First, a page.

ANACORTES, Wash. -- The public is being asked to help mop up a salmon spill from an imploded net holding 305,000 fish at a Cooke Aquaculture fish farm near Cypress Island.
The company said the spill was caused by tides pushed unusually high by Monday's approaching total solar eclipse.
The Seattle Times reports Lummi fishers out for chinook on Sunday near Samish, south of Bellingham Bay, were surprised to pull up the Atlantic salmon — escapees that turned up in their nets again on Monday.
"It’s a devastation,” Ellie Kinley, whose family has fished Puget Sound for generations, told the Times. “We don’t want those fish preying on our baby salmon. And we don’t want them getting up in the rivers.”
The Washington Department of Fish and Wildlife is urging the public to catch as many of the fish as possible, with no limit on size or number. The fish are about 10 pounds each.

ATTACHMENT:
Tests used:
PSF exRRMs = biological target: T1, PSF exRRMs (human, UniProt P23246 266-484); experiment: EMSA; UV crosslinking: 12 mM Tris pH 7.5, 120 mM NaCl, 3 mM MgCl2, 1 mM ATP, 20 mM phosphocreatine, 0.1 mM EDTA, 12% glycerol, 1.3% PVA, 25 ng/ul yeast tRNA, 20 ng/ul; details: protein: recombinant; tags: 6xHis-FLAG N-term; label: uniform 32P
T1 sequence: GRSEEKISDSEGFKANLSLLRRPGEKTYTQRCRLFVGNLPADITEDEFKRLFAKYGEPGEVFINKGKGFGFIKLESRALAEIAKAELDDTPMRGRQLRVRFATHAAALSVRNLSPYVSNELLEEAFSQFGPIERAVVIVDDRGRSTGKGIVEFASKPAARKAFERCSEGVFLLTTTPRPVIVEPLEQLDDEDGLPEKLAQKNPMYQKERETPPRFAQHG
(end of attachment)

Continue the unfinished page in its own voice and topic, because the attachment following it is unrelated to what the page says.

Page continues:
No one knows yet how many escaped. About 305,000 salmon were in the net pen at the time, though the company initially estimated that only 4,000-5,000 fish have escaped, WDFW's Ron Warren said.
“Our first concern, of course, is to protect native fish species,” Warren said. “So we’d like to see as many of these escaped fish caught as possible.”
Warren said there is no evidence that these fish pose a threat to native fish populations, either through disease or crossbreeding with Pacific salmon. To date, there is no record of Atlantic salmon successfully reproducing with Pacific salmon in Washington’s waters, he said.
“It will be some time before we know how many fish escaped the net pens,” Warren said. “That’s why we’ve authorized Cooke Aquaculture to fish with beach seine nets and we’re encouraging anglers to go out and harvest these fish.”
The department has been monitoring the situation and crafting a spill-response plan with Cooke.
Lummi fishers were incensed at the Atlantic salmon intruding in home waters of native Washington Pacific salmon.
G.I. James, a member of the Lummi Natural Resources staff and fish commission, said Pacific salmon face enough trouble as it is without dueling with invaders in their home waters. "It is potentially a disease issue, and impact on our fish, as dire a shape as they are in, right now any impact to them is difficult to absorb."